Electronic effects were integral to the Snarky Puppy sound. It seemed that every band member had an elaborate pedal console at his feet. That included the horn players who sometimes played straight through to the PA but other times added significant fuzz, echo and other effects including at least one trumpet solo augmented by a wah-wah pedal.

Snarky Puppy seems to have hit a cultural sweet spot. Jazz is the single strongest color in their spectrum, but a funky, groovy undercurrent with a considerable jam-band influence follows closely behind. The result Tuesday night was a broad age range in the audience. Many 20 something jam-band fans were in attendance evidenced by plenty of Widespread Panic T-shirts. But there was also so much grey hair in the audience I started thinking that I should have asked for an AARP discount when I bought my ticket.

The opening act was Michelle Willis. Snarky Puppy leader, Michael League started a record label which is a salutary, entrepreneurial thing to do. Willis is one of the artists on the new label and she's been touring with the Puppies lately. Several member of Snarky Puppy joined Willis on stage to accompany her while she sang and played keyboards. Willis falls into the singer-songwriter category and her songs Tuesday night examined interpersonal relationships in minute and intricate detail. The songs were nice enough and executed with a high degree of competence and skill. The problem was the audience was there to get its groove on with the Puppies. The Ogden is a stand-up joint and therefore, the venue programs bands that are best enjoyed while standing or, more accurately, dancing or at least moving to the beat. Looking down on the crowd from the balcony during Willis' set was like looking at a guy on a date waiting for his girlfriend to stop talking so he could get down to business with her.

Tags

comments powered by Disqus

Related Articles

Read Georg Breinschmid at Hong Kong City Hall Live Reviews
Georg Breinschmid at Hong Kong City Hall
by Rob Garratt
Published: August 20, 2018
Read Copenhagen Jazz Festival 2018: The Community Series at Koncertkirken Live Reviews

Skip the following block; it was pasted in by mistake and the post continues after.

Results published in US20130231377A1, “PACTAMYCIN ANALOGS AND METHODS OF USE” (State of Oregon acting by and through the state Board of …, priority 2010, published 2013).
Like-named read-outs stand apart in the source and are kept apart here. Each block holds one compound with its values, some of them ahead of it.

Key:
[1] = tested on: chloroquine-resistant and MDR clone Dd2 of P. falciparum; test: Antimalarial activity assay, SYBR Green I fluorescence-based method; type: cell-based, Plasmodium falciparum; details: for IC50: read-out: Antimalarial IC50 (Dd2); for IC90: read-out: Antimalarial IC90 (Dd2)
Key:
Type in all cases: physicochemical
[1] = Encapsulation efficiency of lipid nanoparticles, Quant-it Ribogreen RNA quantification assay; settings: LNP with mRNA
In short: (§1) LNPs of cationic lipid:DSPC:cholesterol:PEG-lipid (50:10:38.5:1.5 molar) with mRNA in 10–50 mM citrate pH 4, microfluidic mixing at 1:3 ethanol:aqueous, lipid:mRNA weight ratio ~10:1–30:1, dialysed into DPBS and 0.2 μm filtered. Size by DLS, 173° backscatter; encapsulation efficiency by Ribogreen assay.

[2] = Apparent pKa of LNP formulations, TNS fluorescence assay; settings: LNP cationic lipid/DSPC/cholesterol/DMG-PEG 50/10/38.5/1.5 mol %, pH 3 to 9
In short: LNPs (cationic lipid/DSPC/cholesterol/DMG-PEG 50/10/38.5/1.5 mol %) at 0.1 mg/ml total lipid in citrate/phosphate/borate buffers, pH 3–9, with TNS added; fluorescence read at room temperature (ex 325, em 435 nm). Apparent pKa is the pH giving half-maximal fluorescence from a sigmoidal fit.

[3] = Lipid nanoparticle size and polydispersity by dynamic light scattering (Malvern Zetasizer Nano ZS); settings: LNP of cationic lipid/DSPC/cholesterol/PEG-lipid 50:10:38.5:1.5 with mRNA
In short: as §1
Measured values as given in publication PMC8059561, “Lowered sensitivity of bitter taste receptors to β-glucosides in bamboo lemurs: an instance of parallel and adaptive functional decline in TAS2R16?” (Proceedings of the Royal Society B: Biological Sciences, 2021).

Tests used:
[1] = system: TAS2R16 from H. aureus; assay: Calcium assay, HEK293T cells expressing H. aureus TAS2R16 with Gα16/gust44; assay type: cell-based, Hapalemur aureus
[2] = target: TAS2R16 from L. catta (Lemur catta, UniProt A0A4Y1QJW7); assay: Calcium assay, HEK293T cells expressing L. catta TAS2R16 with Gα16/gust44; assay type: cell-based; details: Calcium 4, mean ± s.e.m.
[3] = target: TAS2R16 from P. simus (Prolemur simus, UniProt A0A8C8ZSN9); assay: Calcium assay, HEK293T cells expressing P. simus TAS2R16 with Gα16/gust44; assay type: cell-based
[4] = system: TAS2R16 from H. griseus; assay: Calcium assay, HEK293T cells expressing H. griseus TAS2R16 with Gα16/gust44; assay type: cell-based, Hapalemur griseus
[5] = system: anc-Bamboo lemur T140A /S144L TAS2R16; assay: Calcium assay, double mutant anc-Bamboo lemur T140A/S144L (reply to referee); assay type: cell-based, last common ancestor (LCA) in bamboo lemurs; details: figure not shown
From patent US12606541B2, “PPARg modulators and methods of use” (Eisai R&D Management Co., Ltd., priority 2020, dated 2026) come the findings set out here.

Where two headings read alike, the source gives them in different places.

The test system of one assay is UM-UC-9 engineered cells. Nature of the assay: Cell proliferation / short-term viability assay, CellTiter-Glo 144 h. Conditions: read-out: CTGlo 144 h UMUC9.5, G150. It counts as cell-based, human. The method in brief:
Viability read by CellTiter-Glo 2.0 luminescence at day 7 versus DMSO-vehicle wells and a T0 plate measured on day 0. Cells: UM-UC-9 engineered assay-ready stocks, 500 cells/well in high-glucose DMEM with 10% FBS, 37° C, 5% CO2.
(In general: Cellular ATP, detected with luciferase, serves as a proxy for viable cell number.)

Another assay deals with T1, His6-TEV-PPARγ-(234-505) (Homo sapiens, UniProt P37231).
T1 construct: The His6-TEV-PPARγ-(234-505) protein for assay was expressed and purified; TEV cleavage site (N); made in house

Copenhagen Jazz Festival 2018: The Community Series at...
by Henning Bolte
Published: August 19, 2018
Read Sligo Jazz Project 2018: Days 1-2 Live Reviews
Sligo Jazz Project 2018: Days 1-2
by James Fleming
Published: August 18, 2018
Read Alan Broadbent Trio at the Deer Head Inn Live Reviews
Alan Broadbent Trio at the Deer Head Inn
by Victor L. Schermer
Published: August 15, 2018
Read Flow Festival 2018 Live Reviews
Flow Festival 2018
by Anthony Shaw
Published: August 14, 2018
Read Shipp / Lowe / Baker / Ray at Le Poisson Rouge Live Reviews
Shipp / Lowe / Baker / Ray at Le Poisson Rouge
by Karl Ackermann
Published: August 13, 2018
Read "Karl Denson's Tiny Universe at Levitt Pavilion" Live Reviews Karl Denson's Tiny Universe at Levitt Pavilion
by Geoff Anderson
Published: September 1, 2017
Read "Broken Shadows at Icehouse" Live Reviews Broken Shadows at Icehouse
by Samuel Stroup
Published: June 21, 2018
Read "Charlie Parr At Higher Ground" Live Reviews Charlie Parr At Higher Ground
by Doug Collette
Published: August 4, 2018
Read "Edgefest 2017: Give the Drummers Some, Part 1-2" Live Reviews Edgefest 2017: Give the Drummers Some, Part 1-2
by Troy Dostert
Published: October 30, 2017
Read "Istanbul Jazz Festival 2018" Live Reviews Istanbul Jazz Festival 2018
by Luke Seabright
Published: July 12, 2018